Intersectionality and inclusion

Feedback highlighted the need to better understand intersectionality and the overlapping forms of discrimination that many LGBTIQA+ people face. Discrimination takes several forms such as subtle stereotyping, lack of protections within the law and obvious harassment and violence. Many LGBTIQA+ people also experience forms of prejudice like racism, ableism and classism. This is on top of and combined with prejudice based on their gender, sexuality or sex characteristics.

Recognising intersectionality is vital to ensuring LGBTIQA+ communities can celebrate diversity and contribute to improving all LGBTIQA+ lives. Building on existing Victorian Government approaches will be critical. This includes recent work that takes an intersectional approach to family violence, gender equality and mental health services. By connecting services and embedding inclusion in our work, we can ensure better experiences that recognise a person’s diverse identities.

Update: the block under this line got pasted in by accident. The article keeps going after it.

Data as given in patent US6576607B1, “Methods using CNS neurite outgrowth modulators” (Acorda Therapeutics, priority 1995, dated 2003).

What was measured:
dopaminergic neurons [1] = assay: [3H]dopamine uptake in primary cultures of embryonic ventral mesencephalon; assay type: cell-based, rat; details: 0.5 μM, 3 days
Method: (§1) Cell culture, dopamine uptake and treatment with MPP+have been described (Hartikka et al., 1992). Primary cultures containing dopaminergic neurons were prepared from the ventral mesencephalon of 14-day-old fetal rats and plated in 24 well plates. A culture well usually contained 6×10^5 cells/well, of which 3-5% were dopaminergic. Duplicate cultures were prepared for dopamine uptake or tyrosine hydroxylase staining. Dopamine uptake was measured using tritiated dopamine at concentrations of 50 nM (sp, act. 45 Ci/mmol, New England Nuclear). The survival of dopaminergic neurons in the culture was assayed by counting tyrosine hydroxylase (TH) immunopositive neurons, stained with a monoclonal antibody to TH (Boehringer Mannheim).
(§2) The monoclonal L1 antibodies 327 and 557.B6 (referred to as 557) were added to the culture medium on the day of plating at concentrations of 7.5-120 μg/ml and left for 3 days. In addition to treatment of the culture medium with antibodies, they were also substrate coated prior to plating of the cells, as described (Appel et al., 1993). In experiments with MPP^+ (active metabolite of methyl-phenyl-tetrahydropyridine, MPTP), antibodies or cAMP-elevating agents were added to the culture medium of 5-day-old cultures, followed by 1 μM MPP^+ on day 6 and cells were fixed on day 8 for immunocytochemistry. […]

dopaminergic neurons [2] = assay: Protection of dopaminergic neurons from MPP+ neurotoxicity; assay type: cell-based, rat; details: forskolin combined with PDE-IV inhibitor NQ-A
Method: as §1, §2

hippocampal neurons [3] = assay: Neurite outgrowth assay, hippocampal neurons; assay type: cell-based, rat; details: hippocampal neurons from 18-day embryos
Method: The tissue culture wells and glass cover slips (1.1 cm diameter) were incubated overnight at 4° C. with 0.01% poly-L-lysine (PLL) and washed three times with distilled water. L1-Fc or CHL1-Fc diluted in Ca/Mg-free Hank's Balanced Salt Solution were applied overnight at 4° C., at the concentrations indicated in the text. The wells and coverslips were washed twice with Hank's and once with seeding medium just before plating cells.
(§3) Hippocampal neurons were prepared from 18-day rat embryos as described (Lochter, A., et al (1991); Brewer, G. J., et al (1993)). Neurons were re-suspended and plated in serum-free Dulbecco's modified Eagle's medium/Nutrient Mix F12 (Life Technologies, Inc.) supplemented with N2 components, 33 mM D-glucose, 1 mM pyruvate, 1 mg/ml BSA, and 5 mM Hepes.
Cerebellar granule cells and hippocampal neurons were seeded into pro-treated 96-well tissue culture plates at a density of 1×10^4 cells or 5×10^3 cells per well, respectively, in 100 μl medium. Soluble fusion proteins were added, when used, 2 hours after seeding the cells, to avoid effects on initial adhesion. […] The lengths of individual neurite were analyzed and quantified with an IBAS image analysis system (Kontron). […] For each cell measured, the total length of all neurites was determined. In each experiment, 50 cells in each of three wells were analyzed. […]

‘My diverse identities are a barrier to employment. I have to separate out my disability from being LGBTIQA+. You have to put your cards out on the table before you even begin. It’s really difficult.’
Workshop participant, disability consultation

Rainbow colours symbolising the LGBTIQA+ community